God is a “fiction” created by the human person, a delusion.
In previous posts, we investigated our consciousness of God. In this post, we now we bring our third topic of “God’s Presence to Our Consciousness” to a close.
Continuing our discussion of Newman's argument from conscience, we may summarize Newman’s thought on this matter. First, he claims that he does not believe in conscience any more than he believes in his consciousness; he is directly aware of them, for consciousness is intrinsic to his awareness of everything – including his own existence, and conscience is intrinsic to his consciousness, presenting him with an awareness of interpersonal relationship and authority.
In earlier posts, we discussed other versions of the argument from conscience. John Henry Newman brought this line of thought to a new level about eighty years later. Though he borrows the general structure of “existential inference” from Kant, he shifts the emphasis from an “obligation-imposing Subject outside ourselves” to an “interpersonal, caring, fatherly authority who is the source of goodness and law.”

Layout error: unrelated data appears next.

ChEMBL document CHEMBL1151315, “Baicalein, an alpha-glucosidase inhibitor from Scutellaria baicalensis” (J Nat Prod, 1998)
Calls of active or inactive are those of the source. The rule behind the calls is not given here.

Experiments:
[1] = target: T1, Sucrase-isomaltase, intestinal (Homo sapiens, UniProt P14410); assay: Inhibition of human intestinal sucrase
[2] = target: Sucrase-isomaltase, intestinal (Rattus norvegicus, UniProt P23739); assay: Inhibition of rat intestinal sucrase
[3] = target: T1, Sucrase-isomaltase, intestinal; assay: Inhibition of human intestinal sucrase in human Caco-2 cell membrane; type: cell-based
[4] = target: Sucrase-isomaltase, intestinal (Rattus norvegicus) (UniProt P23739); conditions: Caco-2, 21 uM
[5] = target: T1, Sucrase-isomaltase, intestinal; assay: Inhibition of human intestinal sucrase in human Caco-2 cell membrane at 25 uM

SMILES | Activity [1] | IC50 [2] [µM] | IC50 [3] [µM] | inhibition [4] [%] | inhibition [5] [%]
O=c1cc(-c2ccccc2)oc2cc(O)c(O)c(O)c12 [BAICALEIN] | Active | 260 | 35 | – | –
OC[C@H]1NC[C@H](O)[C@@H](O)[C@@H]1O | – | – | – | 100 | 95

The thinkers from our last post presume the existence of God, and attempt to show that the good we know in our conscience comes from God.
The transcendent reality has frequently been identified as the source of the good – the good in itself and the good in human consciousness.
Up to now, we have been summarizing Eliade’s findings about religion in what he calls “traditional man." Recall that this term signifies the mindset of people prior to the time when scientific and Enlightenment viewpoints became dominant among certain groups in Western Europe (around the 18th century). But how does the decline of religion in the modern day affect man?
Famous sociologist Mircea Eliade coined the term homo religiosus to describe a kind of person who shares particular attitudes with all people of faith.
Eliade made a most remarkable discovery – namely that for more than four millennia, human beings from virtually every culture around the world yearned for and sought the sacred.